North Korea

UN panel told NKorea regime to blame for deadly famine

Pyongyang leadership responsible for 1990's famine that killed up to 1 million, UN experts say

PUBLISHED : Friday, 01 November, 2013, 10:56am
UPDATED : Friday, 01 November, 2013, 10:56am

North Korea’s authoritarian leaders were to blame for the famine that killed hundreds of thousands in the 1990s, experts told UN investigators probing possible crimes against humanity in the secretive nation.

Speaking at a hearing in Washington, two American experts said former leader Kim Jong-il’s regime continued acquisitions of fighter jets and failed to increase food imports to make up for a shortfall in provision.

Andrew Natsios, a former administrator of the US Agency for International Development, said food was diverted from the northeast, which is home to many people deemed disloyal to the regime. He also said Pyongyang barred international aid in that region for two years but relented when the UN threatened to end food distribution across the country.

Natsios said he did not think the North’s leadership deliberately caused the famine, “however, once the famine started they knew about what was going on and they chose not to take action to protect their population because their first objective is [the regime’s] survival, not feeding their people.”

The UN commission of inquiry, chaired by Australian judge Michael Kirby, is empowered by the world body to seek full accountability, and responsibility for the famine is one line of inquiry. North Korea, which denies right abuses, is not co-operating and has refused access to the investigators.

“The North Korean government had the resources at its disposal, if it chose to do so, to maintain imports and avoid this calamity.”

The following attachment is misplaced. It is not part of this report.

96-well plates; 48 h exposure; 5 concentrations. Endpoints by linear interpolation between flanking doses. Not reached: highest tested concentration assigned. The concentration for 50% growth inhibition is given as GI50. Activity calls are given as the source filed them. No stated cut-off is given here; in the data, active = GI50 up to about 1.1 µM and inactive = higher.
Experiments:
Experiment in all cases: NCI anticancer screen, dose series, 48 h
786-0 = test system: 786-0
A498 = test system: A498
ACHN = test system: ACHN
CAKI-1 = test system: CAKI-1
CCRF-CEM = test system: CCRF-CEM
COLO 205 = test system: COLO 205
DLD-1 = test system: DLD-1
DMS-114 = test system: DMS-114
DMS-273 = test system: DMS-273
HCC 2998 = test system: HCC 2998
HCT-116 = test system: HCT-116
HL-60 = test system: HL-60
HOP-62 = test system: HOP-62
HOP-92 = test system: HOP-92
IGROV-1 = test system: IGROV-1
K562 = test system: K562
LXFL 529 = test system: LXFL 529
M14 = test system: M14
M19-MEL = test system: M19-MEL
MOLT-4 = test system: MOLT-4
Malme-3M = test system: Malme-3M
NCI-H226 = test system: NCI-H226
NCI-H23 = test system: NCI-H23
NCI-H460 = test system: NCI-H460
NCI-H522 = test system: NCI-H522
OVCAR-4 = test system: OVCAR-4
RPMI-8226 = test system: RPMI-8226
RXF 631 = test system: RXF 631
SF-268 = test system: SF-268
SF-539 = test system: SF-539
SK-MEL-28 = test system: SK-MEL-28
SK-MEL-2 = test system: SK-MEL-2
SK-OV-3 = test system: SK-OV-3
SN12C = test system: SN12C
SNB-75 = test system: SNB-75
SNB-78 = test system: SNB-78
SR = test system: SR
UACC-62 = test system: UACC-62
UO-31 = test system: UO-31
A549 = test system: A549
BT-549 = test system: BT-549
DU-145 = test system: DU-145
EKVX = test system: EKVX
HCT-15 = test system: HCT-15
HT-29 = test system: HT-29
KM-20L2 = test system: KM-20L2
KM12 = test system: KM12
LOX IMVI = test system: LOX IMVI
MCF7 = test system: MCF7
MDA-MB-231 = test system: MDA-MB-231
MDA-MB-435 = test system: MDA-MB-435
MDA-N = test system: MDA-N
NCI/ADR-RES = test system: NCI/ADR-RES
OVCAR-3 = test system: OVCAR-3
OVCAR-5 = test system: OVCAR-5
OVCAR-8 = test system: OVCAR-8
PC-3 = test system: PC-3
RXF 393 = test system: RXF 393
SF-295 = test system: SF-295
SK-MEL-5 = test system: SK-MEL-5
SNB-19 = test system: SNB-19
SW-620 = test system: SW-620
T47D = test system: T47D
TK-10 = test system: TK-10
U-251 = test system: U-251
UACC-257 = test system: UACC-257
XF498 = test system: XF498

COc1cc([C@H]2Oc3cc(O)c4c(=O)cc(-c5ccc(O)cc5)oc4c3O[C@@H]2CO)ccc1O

UN witness Marcus Noland

Marcus Noland, an expert on North Korea’s economy, estimated that between 600,000 and 1 million people died in the famine, which he said began before the 1995 floods Pyongyang blamed for the catastrophe. He said after aid flowed in, the North reduced its commercial imports of food.

If North Korea had spent between US$100 million and US$200 million more on annual imports, it could have averted the shortfall in food. “Even during the famine, the North Korean government had the resources at its disposal, if it chose to do so, to maintain imports and avoid this calamity,” Noland said.

Natsios said in the North’s highly centralised system, the dictator Kim – he died in 2011 – was ultimately responsible, but some 2,000 elite officials around his family may have made policy decisions that they knew could lead to deaths.

Based on research from officials who fled the country, he estimated that between 40 per cent and 70 per cent of the food aid was diverted to the military, but he attributed that not to orders from Pyongyang, but to the regime losing control of the situation.

The commission has also taken testimony from North Korean defectors in South Korea, Japan and London. It will present its report to the UN Human Rights Council next March.

It is not yet clear what action the world body could then take. Even if the panel concludes crimes against humanity have been committed, a referral to the International Criminal Court appears unlikely, as it would require the approval of the UN Security Council, where the North’s longtime benefactor, China, has a veto.